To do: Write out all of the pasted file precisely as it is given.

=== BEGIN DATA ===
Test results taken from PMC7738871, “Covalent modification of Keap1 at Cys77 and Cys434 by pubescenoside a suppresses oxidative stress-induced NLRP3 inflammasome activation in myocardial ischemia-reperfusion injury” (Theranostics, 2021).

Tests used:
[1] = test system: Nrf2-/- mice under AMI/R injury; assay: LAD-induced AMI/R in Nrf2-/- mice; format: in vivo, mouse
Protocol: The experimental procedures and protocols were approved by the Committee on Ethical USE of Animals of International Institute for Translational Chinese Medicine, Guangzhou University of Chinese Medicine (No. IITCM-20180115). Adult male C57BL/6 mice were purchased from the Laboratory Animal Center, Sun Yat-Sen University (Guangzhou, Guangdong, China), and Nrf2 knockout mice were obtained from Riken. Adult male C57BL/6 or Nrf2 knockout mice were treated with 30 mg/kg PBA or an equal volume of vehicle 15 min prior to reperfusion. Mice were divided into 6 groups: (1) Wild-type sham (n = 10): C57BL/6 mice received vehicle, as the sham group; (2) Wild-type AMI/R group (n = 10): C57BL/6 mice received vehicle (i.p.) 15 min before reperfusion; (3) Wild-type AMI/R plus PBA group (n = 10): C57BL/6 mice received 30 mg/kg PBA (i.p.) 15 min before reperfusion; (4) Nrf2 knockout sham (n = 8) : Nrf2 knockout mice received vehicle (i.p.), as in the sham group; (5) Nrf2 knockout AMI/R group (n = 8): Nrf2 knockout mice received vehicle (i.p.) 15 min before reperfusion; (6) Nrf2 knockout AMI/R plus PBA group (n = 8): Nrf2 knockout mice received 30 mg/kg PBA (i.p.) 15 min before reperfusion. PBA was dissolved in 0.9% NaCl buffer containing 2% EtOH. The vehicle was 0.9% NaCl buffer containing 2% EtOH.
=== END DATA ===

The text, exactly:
Test results taken from PMC7738871, “Covalent modification of Keap1 at Cys77 and Cys434 by pubescenoside a suppresses oxidative stress-induced NLRP3 inflammasome activation in myocardial ischemia-reperfusion injury” (Theranostics, 2021).

Tests used:
[1] = test system: Nrf2-/- mice under AMI/R injury; assay: LAD-induced AMI/R in Nrf2-/- mice; format: in vivo, mouse
Protocol: The experimental procedures and protocols were approved by the Committee on Ethical USE of Animals of International Institute for Translational Chinese Medicine, Guangzhou University of Chinese Medicine (No. IITCM-20180115). Adult male C57BL/6 mice were purchased from the Laboratory Animal Center, Sun Yat-Sen University (Guangzhou, Guangdong, China), and Nrf2 knockout mice were obtained from Riken. Adult male C57BL/6 or Nrf2 knockout mice were treated with 30 mg/kg PBA or an equal volume of vehicle 15 min prior to reperfusion. Mice were divided into 6 groups: (1) Wild-type sham (n = 10): C57BL/6 mice received vehicle, as the sham group; (2) Wild-type AMI/R group (n = 10): C57BL/6 mice received vehicle (i.p.) 15 min before reperfusion; (3) Wild-type AMI/R plus PBA group (n = 10): C57BL/6 mice received 30 mg/kg PBA (i.p.) 15 min before reperfusion; (4) Nrf2 knockout sham (n = 8) : Nrf2 knockout mice received vehicle (i.p.), as in the sham group; (5) Nrf2 knockout AMI/R group (n = 8): Nrf2 knockout mice received vehicle (i.p.) 15 min before reperfusion; (6) Nrf2 knockout AMI/R plus PBA group (n = 8): Nrf2 knockout mice received 30 mg/kg PBA (i.p.) 15 min before reperfusion. PBA was dissolved in 0.9% NaCl buffer containing 2% EtOH. The vehicle was 0.9% NaCl buffer containing 2% EtOH.